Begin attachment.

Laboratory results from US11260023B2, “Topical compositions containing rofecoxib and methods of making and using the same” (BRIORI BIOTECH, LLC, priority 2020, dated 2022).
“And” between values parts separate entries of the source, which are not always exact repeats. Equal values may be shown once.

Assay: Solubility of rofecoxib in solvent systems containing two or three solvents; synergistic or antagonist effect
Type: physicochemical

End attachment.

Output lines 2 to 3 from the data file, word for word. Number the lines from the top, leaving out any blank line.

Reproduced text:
“And” between values parts separate entries of the source, which are not always exact repeats. Equal values may be shown once.

Assay: Solubility of rofecoxib in solvent systems containing two or three solvents; synergistic or antagonist effect